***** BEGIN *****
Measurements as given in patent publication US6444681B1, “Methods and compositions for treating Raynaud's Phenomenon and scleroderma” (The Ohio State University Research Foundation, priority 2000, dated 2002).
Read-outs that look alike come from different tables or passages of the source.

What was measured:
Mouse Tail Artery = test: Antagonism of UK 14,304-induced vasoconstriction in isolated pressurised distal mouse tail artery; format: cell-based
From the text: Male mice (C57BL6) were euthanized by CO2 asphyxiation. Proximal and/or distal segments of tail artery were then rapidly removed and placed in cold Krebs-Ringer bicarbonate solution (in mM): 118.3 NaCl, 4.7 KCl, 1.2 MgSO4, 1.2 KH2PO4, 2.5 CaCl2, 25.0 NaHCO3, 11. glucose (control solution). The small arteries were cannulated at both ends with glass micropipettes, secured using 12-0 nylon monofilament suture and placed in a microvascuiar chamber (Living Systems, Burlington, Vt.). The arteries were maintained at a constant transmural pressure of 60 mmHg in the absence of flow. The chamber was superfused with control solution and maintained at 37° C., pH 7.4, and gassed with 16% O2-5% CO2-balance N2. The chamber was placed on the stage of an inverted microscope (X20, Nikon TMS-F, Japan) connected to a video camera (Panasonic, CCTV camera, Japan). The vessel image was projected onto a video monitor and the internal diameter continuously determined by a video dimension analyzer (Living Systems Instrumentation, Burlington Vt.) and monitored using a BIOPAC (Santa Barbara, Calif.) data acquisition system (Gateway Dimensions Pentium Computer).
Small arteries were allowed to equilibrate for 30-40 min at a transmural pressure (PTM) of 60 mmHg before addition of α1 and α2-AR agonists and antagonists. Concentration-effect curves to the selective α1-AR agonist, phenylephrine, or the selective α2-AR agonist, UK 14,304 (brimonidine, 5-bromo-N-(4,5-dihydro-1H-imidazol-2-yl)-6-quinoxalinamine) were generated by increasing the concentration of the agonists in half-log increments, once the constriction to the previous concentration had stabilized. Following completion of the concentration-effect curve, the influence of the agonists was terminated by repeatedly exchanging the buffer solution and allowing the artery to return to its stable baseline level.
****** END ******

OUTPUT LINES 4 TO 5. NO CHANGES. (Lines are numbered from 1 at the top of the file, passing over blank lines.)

Mouse Tail Artery = test: Antagonism of UK 14,304-induced vasoconstriction in isolated pressurised distal mouse tail artery; format: cell-based
From the text: Male mice (C57BL6) were euthanized by CO2 asphyxiation. Proximal and/or distal segments of tail artery were then rapidly removed and placed in cold Krebs-Ringer bicarbonate solution (in mM): 118.3 NaCl, 4.7 KCl, 1.2 MgSO4, 1.2 KH2PO4, 2.5 CaCl2, 25.0 NaHCO3, 11. glucose (control solution). The small arteries were cannulated at both ends with glass micropipettes, secured using 12-0 nylon monofilament suture and placed in a microvascuiar chamber (Living Systems, Burlington, Vt.). The arteries were maintained at a constant transmural pressure of 60 mmHg in the absence of flow. The chamber was superfused with control solution and maintained at 37° C., pH 7.4, and gassed with 16% O2-5% CO2-balance N2. The chamber was placed on the stage of an inverted microscope (X20, Nikon TMS-F, Japan) connected to a video camera (Panasonic, CCTV camera, Japan). The vessel image was projected onto a video monitor and the internal diameter continuously determined by a video dimension analyzer (Living Systems Instrumentation, Burlington Vt.) and monitored using a BIOPAC (Santa Barbara, Calif.) data acquisition system (Gateway Dimensions Pentium Computer).